Aaron Morey, CCIWA Chief Economist: Well, Prime Minister, once again, welcome to Western Australia. It’s been a big 15 months for all of us, but especially for you. There's basically nothing that you haven’t been asked to do over this period, Prime Minister. Protecting the health and safety of the community, ensuring the survival of thousands of businesses, quelling the fears of our most vulnerable, and in amongst it all Jenny and the kids demanded that you build them a chicken coop. So there's really nothing that you haven't been asked to do. But in all seriousness, as you rightly say, the Australian economy has been the best performing economy in the developed world. And you outlined all the initiatives that your Government has undertaken, and so you and your Government deserve special credit. And the women and men in this room, of course, as you rightly recognised, do deserve some credit. The WA business community long punches above its weight when it comes to its contribution to the economy. So we’re really keen to talk today, Prime Minister, about how we can continue to help these women and men to drive the nation forward. Vaccine rollouts - obviously you’re looking at a slower rollout when it comes to the vaccine, and obviously that has economic implications for the travel and tourism sector, accessing those skilled workers. A lot of our members are concerned about skill shortages. In fact, that’s their number one, that's their number one issue. To shift the goal we’ll let in people from other countries at some point. You were out at BHP FutureAcademy today, really important issue, your apprenticeship announcements really important, as well. But every day around the world about 18 million people get vaccinated. To what extent can we begin to treat a vaccinated traveller differently from a non-vaccinated one? When can we start to adjust those quarantine settings in terms of where people quarantine, how long for, so we can take more of a risk-based approach and we can start to mitigate so of those economic hurt points that the WA business community is feeling.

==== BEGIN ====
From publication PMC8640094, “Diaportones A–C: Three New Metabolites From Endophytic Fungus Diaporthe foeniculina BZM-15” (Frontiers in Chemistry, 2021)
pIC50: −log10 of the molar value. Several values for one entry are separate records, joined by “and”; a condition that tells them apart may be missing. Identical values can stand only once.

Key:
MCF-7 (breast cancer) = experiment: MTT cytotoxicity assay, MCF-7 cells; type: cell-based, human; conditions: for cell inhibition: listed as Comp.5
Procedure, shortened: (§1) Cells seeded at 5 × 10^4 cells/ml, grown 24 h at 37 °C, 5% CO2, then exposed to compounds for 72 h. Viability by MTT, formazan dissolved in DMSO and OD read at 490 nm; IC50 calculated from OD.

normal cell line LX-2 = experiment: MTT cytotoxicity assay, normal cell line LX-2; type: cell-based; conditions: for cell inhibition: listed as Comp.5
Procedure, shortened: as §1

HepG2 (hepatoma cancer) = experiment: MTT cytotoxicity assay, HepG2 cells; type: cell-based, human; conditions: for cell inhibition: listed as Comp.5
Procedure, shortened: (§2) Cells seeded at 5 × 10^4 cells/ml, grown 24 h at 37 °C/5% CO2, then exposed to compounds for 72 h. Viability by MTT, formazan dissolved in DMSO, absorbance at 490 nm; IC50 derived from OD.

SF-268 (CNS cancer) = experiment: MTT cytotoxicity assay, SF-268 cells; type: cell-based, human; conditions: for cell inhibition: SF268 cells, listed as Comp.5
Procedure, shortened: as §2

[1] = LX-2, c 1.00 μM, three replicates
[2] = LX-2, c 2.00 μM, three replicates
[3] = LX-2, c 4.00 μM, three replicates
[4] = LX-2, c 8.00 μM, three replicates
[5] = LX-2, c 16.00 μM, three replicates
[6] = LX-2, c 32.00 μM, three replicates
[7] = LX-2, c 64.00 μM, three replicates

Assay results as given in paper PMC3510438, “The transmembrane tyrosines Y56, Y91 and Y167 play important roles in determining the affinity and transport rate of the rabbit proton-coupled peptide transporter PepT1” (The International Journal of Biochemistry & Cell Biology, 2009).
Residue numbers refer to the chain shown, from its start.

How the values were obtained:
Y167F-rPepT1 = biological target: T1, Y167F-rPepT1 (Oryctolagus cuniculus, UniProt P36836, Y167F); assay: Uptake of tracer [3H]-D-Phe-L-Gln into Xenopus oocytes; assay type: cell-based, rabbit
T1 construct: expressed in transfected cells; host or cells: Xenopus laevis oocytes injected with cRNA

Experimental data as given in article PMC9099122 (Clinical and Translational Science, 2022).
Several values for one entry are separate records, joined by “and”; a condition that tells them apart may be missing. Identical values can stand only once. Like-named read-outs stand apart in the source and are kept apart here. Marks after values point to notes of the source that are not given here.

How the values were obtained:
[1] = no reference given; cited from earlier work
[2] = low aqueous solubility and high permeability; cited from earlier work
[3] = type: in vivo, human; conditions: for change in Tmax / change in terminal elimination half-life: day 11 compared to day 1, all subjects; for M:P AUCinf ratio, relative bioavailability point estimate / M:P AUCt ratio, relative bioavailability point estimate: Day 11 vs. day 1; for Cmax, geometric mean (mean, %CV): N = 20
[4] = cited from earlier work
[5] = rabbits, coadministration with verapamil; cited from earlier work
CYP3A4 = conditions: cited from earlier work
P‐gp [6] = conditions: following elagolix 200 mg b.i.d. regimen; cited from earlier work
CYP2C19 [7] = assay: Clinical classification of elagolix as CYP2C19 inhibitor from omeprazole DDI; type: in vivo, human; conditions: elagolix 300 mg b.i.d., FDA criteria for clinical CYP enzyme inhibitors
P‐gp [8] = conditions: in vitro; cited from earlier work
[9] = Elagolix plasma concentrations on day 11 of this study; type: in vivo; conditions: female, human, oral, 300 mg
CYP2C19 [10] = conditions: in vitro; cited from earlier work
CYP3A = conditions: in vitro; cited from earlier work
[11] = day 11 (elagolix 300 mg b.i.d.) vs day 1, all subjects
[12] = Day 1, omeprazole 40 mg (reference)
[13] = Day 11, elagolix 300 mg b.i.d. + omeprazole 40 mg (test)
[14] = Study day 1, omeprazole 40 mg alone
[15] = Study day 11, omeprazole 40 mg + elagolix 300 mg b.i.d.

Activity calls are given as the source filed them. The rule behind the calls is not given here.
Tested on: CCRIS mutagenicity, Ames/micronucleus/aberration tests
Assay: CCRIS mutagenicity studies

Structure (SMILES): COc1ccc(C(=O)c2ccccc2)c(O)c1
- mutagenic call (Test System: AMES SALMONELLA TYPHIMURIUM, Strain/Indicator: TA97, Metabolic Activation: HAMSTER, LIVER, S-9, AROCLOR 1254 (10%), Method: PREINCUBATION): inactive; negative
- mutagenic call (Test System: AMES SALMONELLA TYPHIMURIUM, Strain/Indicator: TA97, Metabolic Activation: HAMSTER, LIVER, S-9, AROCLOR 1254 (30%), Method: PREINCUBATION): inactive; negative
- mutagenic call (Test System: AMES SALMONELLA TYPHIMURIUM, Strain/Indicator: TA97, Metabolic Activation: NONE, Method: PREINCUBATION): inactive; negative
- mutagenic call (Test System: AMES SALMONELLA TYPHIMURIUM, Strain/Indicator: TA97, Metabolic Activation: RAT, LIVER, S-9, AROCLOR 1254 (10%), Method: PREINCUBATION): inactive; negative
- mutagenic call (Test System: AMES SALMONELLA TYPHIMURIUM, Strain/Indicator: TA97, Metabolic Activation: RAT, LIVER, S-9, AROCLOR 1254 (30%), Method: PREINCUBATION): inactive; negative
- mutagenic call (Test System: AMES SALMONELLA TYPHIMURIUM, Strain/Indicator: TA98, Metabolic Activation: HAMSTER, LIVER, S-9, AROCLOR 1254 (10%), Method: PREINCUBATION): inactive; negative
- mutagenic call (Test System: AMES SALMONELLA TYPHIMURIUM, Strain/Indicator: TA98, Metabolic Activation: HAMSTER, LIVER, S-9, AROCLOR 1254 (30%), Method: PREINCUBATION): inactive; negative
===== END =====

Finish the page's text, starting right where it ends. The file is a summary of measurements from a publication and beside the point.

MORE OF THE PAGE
Prime Minister: That is the exact question I’ve tasked the medical expert panel to give National Cabinet an answer on. That was the exact question I framed and was agreed to by the premiers last Friday. You've got to be careful about a couple of things here on vaccinations. As I've said before, vaccinations are not a silver bullet. They are enormously helpful. And we need to roll it out as quickly and as safely as possible. And as I said, we are on track, with the same performance and you’ll find in roughly Germany, in France, and it’s well-advanced of where it is in New Zealand and Canada and places like that. So Australia's relative performance is there with those like countries. Where it's a lot less than is in the United Kingdom and the United States. Now, there are two principal reasons for that. One is they both have massive stocks of vaccines that enable mass vaccination rollout. Australian is not in that position and nor are most of the countries that I just referred to. The second one is it was a matter of vaccine or die. And I don’t want to put that, that's a fairly forceful way to put it, but that is the reality. In the United States, still a thousand people are dying every day. And so they are in an emergency crisis setting with the pandemic that thankfully Australia is not, and as I said before, that is not by accident. So that is the reason for the difference in those rollouts. What am I trying to achieve right now? I'm trying to ensure that we vaccinate our priority populations of the vulnerable and the elderly. Why is that? Because they are the ones who are most at risk if we get a break out. Protecting the most vulnerable populations takes you down the path where you can start to treat COVID like the flu. But let's not forget, there are thousands of cases of the flu every day, every year. Not clearly, that Australians across the country, whether here in Western Australia or elsewhere as we were saying, potentially getting into mine sites and things like that, that we would be comfortable with COVID in this country running at a 1,000 cases a week or even a day. Now that would, in that environment, people would not be, we wouldn't be saying the same fatalities existed, but we would have allowed COVID back into the country on the basis that we didn't think it was going to affect our most vulnerable. So that is a core question that we have to work through. But what we are working on at the moment is to enable Australians who are vaccinated to be able to travel overseas and return - those who need to. And to also for returning Australian residents from low-risk countries to do that as well, and not go through hotel quarantine but a modified form of home isolation, quarantine or something even reduced to that. So we're trying to settle that at the moment, and that's where we're at. Those answers aren't in yet, but that's what we're working on.